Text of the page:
How to Address a Cover Letter for Internships

by Laura Riley
Published May 19,2017

Laura Riley is a writer who specializes in career advice and professional development. She has a Master’s degree in Student Affairs in Higher Education from Miami University.

I’m sure you’ve seen this happen:

To get someone’s attention, a person shouts, “Hey, you!”

The other person responds, “Me?” as he points to himself.

who me?

It’s much easier to grab someone’s attention when you say, “Hey, Sarah!” or “Hey, Judson!”

The same is true when addressing a cover letter.

You should always tailor your salutation to the hiring manager by using his or her name.

In this article, I will explain how to properly address a cover letter and what considerations to make. While this may seem like a small detail when compared to the grand task of actually writing a cover letter in the correct format, a proper salutation for the hiring manager is incredibly important. 

A personalized salutation can set you apart from your competition and help you secure an interview for your dream internship or entry-level job.

What does a proper salutation look like?

At the very top of your cover letter, you need a header. The header includes your full name and contact information (e.g. phone number, email address, LinkedIn URL, professional portfolio URL, city and state). Below this information, include the date you’re applying, along with the mailing address of the company.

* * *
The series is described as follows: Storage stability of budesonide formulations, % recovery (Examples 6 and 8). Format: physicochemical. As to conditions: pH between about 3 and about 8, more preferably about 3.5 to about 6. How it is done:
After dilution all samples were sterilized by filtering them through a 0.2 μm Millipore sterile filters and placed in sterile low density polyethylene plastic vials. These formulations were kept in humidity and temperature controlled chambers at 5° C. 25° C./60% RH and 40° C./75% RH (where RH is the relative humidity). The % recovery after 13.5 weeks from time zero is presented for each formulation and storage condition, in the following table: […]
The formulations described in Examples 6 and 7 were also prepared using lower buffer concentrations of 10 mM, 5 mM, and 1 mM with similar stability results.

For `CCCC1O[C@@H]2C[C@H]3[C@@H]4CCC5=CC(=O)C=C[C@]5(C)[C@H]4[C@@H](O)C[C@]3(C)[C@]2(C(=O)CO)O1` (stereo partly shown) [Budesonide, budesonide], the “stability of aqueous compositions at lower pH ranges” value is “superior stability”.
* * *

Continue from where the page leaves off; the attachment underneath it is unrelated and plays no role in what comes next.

Next, include a greeting. The greeting is basically the formal “hello.” This isn’t an appropriate place to be cute or creative. Refrain from saying “Hey you!” or “Howdy!” The most appropriate option for a greeting is ‘Dear’, followed by the hiring manager’s full name. For example: “Dear Ms. Mary Johnson”.

Follow the name with a comma or colon, along with a space.

Like this:

Dear Ms. Mary Johnson:

I am excited to apply for the open internship…

intern shaking hands with manager

Who is the contact person for your cover letter?

The contact person on a cover letter will typically be a hiring manager or a recruiter. The hiring manager is an employee of the company. He or she is generally the person who requested to fill the position. Many times, it’s also the person you’ll report to if you’re hired.

Always keep this in mind:

Hiring managers and recruiters play a pivotal role in deciding who they want to interview.

Act and communicate professionally when speaking or emailing with the contact person. This is a key member of the recruitment process. If you do something unprofessional, rude, or pushy, you’ll kill your chances of being hired for an internship. That person will quickly tell their team, “This candidate is a no-go.”

cover letters in trashcan

How do you figure out who the hiring manager and/or recruiter is for a position?

If you’re lucky, a company will list a contact person on the job description (typically at the top or the bottom). If the company does not list the hiring manager or recruiter, it’s time for you to do a little research. You have two options:

  1. Review the company’s website and LinkedIn.